When we talk about lust and desire, the brain isn’t instantly the first organ that comes to mind! The brain however has been called our largest sexual organ, and for good reason. Thanks to it’s pleasure centre the brain tells us when an experience is enjoyable, that’s not all though. Take a look at the many ways the brain impacts on one of the most fundamental feelings humans produce – infograph below – One study revealed that it takes quarter of a second to decide whether or not a person looked desirable.
Discovery Magazine The first imaging studies of sex in the brain have appeared only in the past few years. Serge Stoléru, a neuroscientist at Pierre and Marie Curie University in France, published one on sexual desire in 2003. He and his colleagues showed a series of pictures and films - some erotic, some ordinary – to 15 men. To record the activity in the subjects’ brains, the scientists used PET scans: They injected radioactive tracers into the volunteers and then tracked how the tracers moved in the brain. The radioactive signal accumulated in areas where neurons became active, as their energy was replenished by the surrounding blood vessels.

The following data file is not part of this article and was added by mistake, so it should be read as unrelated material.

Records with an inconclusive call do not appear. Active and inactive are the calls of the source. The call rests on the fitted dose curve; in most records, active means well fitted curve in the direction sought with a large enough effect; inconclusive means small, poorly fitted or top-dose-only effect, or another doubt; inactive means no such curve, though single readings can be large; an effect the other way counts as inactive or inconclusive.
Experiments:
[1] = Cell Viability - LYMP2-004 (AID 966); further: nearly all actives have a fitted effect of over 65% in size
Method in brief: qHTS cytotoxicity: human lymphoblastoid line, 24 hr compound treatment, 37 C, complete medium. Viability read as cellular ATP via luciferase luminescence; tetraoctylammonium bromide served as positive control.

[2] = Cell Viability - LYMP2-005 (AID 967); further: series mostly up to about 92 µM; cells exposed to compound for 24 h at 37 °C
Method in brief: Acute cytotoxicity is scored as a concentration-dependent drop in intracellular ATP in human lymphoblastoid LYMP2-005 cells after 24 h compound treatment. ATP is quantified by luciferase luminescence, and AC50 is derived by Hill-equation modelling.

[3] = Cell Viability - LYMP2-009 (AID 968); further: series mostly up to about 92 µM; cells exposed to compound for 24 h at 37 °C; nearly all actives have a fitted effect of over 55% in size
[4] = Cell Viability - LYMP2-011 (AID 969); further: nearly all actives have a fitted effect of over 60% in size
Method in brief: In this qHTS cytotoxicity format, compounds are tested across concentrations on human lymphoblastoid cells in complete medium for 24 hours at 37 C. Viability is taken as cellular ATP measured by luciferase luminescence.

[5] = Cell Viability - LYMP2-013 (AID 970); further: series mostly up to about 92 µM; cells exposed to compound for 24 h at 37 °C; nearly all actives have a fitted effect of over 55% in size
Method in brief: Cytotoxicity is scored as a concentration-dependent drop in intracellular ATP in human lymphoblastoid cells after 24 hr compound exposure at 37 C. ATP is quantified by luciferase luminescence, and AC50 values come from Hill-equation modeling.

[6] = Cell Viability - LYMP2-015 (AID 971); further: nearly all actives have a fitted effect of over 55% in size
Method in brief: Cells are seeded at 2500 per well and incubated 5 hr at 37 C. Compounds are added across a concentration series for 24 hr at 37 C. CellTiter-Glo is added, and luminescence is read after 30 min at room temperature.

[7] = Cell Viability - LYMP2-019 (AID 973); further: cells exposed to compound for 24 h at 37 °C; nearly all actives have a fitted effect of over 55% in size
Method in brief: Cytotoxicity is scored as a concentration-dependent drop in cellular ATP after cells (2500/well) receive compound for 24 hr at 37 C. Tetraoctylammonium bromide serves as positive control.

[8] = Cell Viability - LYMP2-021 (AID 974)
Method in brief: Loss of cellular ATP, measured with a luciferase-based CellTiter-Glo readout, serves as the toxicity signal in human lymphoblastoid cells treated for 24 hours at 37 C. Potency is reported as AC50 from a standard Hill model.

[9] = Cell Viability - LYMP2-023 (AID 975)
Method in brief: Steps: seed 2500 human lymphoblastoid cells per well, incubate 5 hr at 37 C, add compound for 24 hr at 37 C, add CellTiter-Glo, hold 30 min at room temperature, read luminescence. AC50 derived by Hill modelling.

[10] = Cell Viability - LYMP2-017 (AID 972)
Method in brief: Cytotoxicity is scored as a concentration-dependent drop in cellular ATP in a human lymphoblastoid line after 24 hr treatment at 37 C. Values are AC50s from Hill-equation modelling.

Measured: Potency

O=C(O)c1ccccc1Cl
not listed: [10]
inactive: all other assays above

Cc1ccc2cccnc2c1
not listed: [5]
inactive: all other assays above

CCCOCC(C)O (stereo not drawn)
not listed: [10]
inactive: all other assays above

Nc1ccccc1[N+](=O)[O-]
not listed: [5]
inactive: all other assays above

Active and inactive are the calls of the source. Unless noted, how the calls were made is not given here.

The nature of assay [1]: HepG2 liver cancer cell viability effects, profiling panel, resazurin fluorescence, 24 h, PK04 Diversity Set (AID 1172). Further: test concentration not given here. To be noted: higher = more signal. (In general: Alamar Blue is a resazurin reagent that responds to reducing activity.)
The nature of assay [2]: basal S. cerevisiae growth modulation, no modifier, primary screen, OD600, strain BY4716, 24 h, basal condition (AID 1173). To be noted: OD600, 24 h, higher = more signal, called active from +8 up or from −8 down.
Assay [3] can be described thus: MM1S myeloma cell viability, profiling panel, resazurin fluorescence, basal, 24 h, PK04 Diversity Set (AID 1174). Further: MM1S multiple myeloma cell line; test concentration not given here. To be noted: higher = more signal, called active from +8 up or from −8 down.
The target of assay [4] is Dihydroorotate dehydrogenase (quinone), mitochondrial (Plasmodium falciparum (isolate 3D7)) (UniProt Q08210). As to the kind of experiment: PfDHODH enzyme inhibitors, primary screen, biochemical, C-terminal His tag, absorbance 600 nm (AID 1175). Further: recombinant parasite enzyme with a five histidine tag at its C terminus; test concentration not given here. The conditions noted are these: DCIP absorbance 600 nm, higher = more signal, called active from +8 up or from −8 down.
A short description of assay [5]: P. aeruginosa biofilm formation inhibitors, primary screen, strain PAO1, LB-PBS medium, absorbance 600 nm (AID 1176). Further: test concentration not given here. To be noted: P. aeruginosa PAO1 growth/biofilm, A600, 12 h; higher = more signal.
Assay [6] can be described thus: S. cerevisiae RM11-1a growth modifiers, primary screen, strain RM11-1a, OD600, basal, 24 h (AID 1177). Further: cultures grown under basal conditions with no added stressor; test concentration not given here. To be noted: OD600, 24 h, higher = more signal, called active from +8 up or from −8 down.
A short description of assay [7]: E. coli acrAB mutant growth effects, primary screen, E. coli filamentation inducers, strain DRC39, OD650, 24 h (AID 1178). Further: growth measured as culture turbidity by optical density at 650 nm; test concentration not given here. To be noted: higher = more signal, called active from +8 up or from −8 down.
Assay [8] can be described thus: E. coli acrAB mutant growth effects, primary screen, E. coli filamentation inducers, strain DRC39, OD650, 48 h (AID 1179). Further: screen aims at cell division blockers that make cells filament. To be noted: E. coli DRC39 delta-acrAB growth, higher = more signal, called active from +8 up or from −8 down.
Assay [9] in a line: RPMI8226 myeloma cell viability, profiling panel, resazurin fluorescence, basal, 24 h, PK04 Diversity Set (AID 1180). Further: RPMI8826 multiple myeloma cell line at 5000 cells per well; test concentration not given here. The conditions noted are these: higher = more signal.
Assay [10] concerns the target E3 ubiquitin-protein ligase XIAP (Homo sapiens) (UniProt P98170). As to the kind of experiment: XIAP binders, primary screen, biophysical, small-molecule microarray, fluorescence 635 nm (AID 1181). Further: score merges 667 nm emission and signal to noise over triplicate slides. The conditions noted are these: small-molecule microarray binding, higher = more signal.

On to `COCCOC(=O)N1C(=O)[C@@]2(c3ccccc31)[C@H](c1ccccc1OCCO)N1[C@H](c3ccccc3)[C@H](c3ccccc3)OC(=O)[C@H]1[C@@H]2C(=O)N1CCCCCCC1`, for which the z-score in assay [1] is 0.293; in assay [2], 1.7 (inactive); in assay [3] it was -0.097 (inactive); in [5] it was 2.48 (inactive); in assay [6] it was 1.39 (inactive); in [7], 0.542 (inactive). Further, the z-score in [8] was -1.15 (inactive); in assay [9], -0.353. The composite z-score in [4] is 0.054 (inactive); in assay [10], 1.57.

From this study, researchers revealed that eight of the men were ordinary, sexually speaking. The other seven suffered from hypoactive sexual desire disorder. People with this condition rarely experience sexual desires or fantasies. Stoléru and his colleagues found clear-cut differences between the two groups. In particular, a patch of neurons near the front of the brain—a region called the medial orbitofrontal cortex—was active in the desire-impaired men but quiet in the normal ones. Among its jobs, the medial orbitofrontal cortex keeps our emotions from getting out of control. Perhaps men with hypoactive sexual desire disorder couldn’t feel desire because their brains were keeping their emotions bottled up ::::
Read the full Discovery article here :: discovermagazine.com/where-does-sex-live-in-brain